When SOPA-PIPA blew up, it was a transformative event. There were eight million e-mails [to elected representatives] in two days. People were dropping their names as co-sponsors within minutes, not hours.MPAA CEO Chris Dodd • Discussing the aftermath of the death of SOPA/PIPA during a speech at the Commonwealth Club in San Francisco on Tuesday night. While the former Democratic senator didn’t seem thrilled to discuss the topic, attendees seemed unwilling to let Dodd avoid the subject. Eventually, Dodd did say he felt that portrayals of the bills’ reach was “over the top”, but also said, in no uncertain terms, that they would not return in the future. “These bills are dead, they’re not coming back,” said Dodd, adding, “And they shouldn’t. I think we’re better served by sitting down [with the tech sector and SOPA opponents] and seeing what we agree on.” source
» The key word here is “purported.” Critics of SOPA alleged that the text of the bill was too draconian, and would have allowed for shutting down entire websites for questionable infractions (for example, linking to a message board with a comment that directed users to a site with copyrighted material). Opposition to CISPA, however, comes due to privacy concerns: Critics say the bill allows private companies (such as Facebook and Microsoft which opposed SOPA but support CISPA) to exchange personal information and private data with the government a bit too easily. We’ve still got to delve into the nitty-gritty here, but we recommend you seek out a few different takes on the legislation. TechDirt and Geekosystem are both opposed, GigaOm is so-so, and Lifehacker has a nice rundown as to why Facebook and Microsoft opposed SOPA but support CISPA.
PACs are commonplace for companies that lead a big, growing market and Netflix is no exception. Our PAC is a way for our employees to support candidates that understand our business and technology. It was not set up for the purpose of supporting SOPA or PIPA.Anonymous Netflix spokesperson • In a statement emailed to TPM, responding to the news that “hacktivist”-group Anonymous is calling for a boycott of the company after it announced it would be creating it’s own political action committee. According to the spokesperson, FLIXPAC was not created in order to support or rebuild SOPA/PIPA, but instead to allow the company to influence debates on “network neutrality, bandwidth caps, usage based billing and reforming the Video Privacy Protection Act.” He also called Anonymous’ claims baseless, saying, “SOPA/PIPA are dead anyway.” source (via • follow)
Hopefully that was a one-time experience that came from a lot of different things coming together where a lot of different people came to the conclusion that this was a terrible piece of legislation.RIAA head Cary Sherman • Discussing the experience of SOPA and his hopes that the mass online protests won’t repeat. Yeah, internet, we should prove him wrong — by, for example, spreading this quote!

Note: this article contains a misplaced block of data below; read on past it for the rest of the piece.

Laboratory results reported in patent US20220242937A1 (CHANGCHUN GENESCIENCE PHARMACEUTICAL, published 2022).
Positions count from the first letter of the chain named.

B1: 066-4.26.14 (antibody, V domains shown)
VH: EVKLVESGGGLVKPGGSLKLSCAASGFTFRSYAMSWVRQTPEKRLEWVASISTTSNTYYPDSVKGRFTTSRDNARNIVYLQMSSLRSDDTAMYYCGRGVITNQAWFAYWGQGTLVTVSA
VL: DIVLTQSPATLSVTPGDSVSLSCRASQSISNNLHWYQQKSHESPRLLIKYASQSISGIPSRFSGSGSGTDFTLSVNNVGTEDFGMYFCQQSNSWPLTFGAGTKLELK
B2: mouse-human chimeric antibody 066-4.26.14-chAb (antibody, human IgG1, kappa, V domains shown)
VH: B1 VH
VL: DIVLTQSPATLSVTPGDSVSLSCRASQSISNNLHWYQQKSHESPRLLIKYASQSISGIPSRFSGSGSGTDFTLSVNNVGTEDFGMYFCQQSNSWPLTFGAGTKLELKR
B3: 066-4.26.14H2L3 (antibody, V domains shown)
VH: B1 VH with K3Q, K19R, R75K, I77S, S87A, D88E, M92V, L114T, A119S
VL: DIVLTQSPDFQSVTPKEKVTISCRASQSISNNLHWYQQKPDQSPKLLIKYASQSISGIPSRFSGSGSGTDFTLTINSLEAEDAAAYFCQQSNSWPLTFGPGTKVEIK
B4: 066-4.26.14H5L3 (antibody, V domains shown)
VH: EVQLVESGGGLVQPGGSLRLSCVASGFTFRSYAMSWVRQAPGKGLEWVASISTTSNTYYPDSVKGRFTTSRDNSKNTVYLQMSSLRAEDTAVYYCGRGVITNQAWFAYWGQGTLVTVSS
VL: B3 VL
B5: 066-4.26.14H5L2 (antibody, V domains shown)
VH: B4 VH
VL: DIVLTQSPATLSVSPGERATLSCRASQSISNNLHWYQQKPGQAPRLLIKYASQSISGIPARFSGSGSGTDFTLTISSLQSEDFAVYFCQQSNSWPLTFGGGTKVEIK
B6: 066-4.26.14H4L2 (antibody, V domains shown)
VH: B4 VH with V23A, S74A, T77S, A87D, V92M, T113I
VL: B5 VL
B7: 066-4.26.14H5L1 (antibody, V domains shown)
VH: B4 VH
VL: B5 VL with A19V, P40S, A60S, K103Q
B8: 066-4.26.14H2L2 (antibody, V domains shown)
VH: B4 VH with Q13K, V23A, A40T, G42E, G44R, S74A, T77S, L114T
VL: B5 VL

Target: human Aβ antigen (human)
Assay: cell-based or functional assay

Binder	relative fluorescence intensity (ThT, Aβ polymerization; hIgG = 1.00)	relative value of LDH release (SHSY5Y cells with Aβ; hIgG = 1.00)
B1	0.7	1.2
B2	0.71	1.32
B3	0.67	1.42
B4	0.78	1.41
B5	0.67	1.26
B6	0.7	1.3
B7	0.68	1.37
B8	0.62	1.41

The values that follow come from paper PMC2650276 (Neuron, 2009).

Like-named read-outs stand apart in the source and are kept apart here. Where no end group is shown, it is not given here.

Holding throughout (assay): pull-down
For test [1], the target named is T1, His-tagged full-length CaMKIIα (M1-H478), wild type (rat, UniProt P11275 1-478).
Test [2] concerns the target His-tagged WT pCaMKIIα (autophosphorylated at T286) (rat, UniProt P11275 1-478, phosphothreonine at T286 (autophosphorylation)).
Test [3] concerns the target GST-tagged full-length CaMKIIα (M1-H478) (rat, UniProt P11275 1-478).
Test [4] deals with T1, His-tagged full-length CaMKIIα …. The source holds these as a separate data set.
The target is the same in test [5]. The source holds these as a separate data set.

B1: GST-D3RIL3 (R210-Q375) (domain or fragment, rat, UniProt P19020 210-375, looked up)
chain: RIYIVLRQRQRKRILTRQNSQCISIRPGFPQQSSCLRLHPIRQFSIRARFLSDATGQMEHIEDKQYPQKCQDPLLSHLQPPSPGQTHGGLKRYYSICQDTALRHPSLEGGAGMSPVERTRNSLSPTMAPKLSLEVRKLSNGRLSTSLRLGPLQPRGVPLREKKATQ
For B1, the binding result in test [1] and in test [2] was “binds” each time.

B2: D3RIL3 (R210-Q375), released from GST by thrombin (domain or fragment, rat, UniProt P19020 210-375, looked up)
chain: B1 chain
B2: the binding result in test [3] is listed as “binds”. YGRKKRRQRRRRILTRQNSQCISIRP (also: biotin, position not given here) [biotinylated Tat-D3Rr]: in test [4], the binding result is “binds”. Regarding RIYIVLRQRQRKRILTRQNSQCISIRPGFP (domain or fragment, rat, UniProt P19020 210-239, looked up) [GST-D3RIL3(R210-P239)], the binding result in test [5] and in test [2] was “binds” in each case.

» But only if you used Megaupload to store them. Megaupload wasn’t just a place to share pirated movies; it also served as webspace for people to store their personal documents, pictures, hard drive backups, and the like. But Megaupload didn’t actually own the servers on which its data was stored—they outsourced that two other companies. Now that Megaupload’s been shut down, its assets have been frozen, and so it can’t keep paying the storage centers their fee. So, according to a letter from the US Attorney’s Office, the two data centers could start deleting the data as soon as this Thursday. That would be a shame for many, many people (although it should have been clear from the outset that Megaupload wasn’t the wisest place to back up one’s data). An attorney for Megaupload says he’s “cautiously optimistic” that they’ll be able to keep the data from being erased.
There is no reason that the legitimate issues raised by many about this bill cannot be resolved.Sen. Harry Reid • Discussing his decision to effectively shelve PIPA for now, while the Senate works through its issues with the legislation. The bill isn’t dead, though, just getting reworked. Reid hopes that Sen. Patrick Leahy, the guy behind the bill, will do his best ”to forge a balance between protecting Americans’ intellectual property, and maintaining openness and innovation on the Internet.” The bill was supposed to face a vote Tuesday, but no longer. It might show up later, though.
» Well, that sure worked: During the “great blackout” yesterday, one of the only things you actually could do with Wikipedia was get the information about your local congressperson, so to lodge a complaint against the SOPA and PIPA legislations that were the order of the day. This stripping down to such a basic, singular function proved to have just the effect Wikipedia had hoped for, as evidenced by the figure above; this surge in popular outcry clearly rattled quite a few on Capitol Hill, as numerous former supporters have changed their tunes.
» A great breakdown: Mashable’s dissection of the entire SOPA bill, in case you haven’t read it, does wonders in terms of clearing up what on its face is a confusing piece of legislation. It’s a solid breakdown that cuts through the legalese.